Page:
Ted Maksym

The poles aren’t melting, new report stabs Al Gore again

Al Gore?said in his 2007 Noble Prize acceptance speech that the ?Arctic ice could be gone in as little as seven years.?

Can we take back that Prize now…yet again a warmist prediction has failed.

A new report shows that the poles haven’t just not melted they have in fact grown in ice.

Last week, the Woods Hole Oceanographic Institution reported:

?The North and South Poles are not melting.? In that report, oceanographer Ted Maksym noted that polar ice ?is much more stable than climate scientists once predicted and could even be much thicker than previously thought.?

That Woods Hole study was confirmed by today?s NOAA? Arctic radar map which shows the Arctic Ice Cap at more than 4,000,000 square miles, larger than on any December 28 in the past five years. Reaching the North Pole requires either a dog sled or a nuclear sub; Al Gore?s cruise ship will stay in the tropics. At the South Pole,? Antarctic ice coverage is at the highest extent since radar measurement began 35 years ago.

NOAA?s Arctic Report Card; Update for 2014 provides similar data for the Earth?s other big ice sheet, Greenland. Data from the GRACE satellite and other sources has shown an annual average Greenland ice loss of more than 300 billion tons until 2013.? That loss has now dropped sharply by 98% to 6 billion annual tons since mid 2013. A loss of 300 billion tons adds about one millimeter to sea level rise.

All this frigid data parallels the 17 year pause in global land and sea surface temperatures as reported by NASA, NOAA, the UK Climate Research Unit, and the University of Alabama Huntsville Remote Sensing Systems program. That pause is occurring despite our annual release of more than 30 billion tons of carbon dioxide(CO2) from burning fossil fuels, especially coal. Half of that CO2 release stays in the atmosphere. But CO2 remains a trace gas, as the atmosphere weighs several quadrillion tons, and a quadrillion is a million times a billion.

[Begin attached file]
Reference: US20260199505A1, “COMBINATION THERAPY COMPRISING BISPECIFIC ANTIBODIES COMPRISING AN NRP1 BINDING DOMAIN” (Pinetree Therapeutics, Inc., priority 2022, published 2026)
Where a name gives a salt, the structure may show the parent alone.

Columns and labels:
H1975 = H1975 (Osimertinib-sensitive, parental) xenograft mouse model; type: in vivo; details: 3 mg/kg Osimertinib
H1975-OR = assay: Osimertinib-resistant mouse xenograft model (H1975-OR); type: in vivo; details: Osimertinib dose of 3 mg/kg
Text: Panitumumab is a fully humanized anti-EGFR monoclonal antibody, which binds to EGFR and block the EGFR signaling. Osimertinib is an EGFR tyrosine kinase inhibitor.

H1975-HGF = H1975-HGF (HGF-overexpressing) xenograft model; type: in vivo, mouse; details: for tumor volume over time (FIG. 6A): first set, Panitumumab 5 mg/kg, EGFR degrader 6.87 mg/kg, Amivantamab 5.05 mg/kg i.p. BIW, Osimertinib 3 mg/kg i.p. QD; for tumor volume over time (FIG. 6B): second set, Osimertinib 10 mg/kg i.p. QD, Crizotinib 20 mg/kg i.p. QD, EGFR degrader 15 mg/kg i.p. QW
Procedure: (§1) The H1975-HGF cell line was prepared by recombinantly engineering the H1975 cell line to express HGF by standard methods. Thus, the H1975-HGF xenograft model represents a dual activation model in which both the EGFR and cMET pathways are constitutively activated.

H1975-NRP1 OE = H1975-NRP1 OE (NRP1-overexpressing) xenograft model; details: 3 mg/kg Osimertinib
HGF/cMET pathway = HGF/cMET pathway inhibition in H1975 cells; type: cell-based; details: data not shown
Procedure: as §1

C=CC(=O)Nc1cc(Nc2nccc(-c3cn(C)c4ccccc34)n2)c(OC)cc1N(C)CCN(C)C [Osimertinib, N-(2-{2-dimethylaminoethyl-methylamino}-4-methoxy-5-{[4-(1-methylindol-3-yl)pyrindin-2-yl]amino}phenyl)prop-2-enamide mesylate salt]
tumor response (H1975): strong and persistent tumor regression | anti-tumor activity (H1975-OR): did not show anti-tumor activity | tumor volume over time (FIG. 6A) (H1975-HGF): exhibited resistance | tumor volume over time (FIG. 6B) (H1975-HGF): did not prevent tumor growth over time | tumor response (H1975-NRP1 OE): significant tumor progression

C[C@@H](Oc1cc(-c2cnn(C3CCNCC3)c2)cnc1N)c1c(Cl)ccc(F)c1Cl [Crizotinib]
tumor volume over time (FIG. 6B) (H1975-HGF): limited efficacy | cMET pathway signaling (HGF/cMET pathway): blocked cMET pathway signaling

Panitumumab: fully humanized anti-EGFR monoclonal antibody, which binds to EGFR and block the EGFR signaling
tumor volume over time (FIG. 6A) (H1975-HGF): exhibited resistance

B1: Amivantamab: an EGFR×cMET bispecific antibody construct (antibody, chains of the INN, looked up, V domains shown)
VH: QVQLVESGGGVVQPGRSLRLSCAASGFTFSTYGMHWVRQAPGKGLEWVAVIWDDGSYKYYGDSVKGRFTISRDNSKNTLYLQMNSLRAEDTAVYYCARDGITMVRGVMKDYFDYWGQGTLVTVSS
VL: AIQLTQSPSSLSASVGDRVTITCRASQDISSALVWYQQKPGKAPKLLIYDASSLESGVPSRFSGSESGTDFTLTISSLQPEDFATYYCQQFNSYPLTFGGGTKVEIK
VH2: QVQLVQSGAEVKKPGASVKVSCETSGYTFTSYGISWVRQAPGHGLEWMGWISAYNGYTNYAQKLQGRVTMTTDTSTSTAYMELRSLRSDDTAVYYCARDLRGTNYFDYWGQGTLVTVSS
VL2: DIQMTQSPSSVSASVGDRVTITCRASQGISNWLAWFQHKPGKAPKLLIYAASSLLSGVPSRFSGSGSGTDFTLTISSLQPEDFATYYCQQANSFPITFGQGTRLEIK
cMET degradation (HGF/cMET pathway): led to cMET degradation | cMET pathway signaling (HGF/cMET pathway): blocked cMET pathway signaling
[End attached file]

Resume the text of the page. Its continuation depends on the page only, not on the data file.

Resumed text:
Read more »

Turns out the poles aren’t melting, not that our media or government will say anything

New Zealand sent 18 people to Lima in Peru for a talkfest about doing?”SOMETHING, ANYTHING, PLEASE” about global warming. Eighteen people flying across the Pacific ocean to talk about how we can contribute to stopping the poles melting.

It never occurs to these morons that stopping such talk-fests would be a good start.

We are about to likely send even more people to Paris for the next talk-fest, but it turns out the poles don’t need saving, not that you will ever read about in NZ media or hear from our government.

In fact, the poles are “much more stable” than climate scientists once predicted and could even be much thicker than previously thought.

For years, scientists have suggested that both poles are melting at an alarming rate because of warming temperatures – dangerously raising the Earth’s sea levels while threatening the homes of Arctic and Antarctic animals.

But the uncertainty surrounding climate change and the polar ice caps reached a new level this month when research suggested the ice in the Antarctic is actually growing.

And there could even be evidence to suggest the polar bear population is not under threat.

Ted Maksym, an oceanographer at the Woods Hole Oceanographic Institution in Massachusetts, conducted a study in which he sent an underwater robot into the depths of the Antarctic sea to measure the ice.

His results contradicted previous assumptions made by scientists and showed that the ice is actually much thicker than has been predicted over the last 20 years.

Dr Benny Peiser, from the Global Warming Policy Forum (GWPF), said this latest research adds further proof to the unpredictability of the supposed effects of global warming.

He said: “The Antarctic is actually growing and all the evidence in the last few months suggests many assumptions about the poles was wrong.

“Global sea ice is at a record high, another key indicator that something is working in the opposite direction of what was predicted.” ? Read more »

×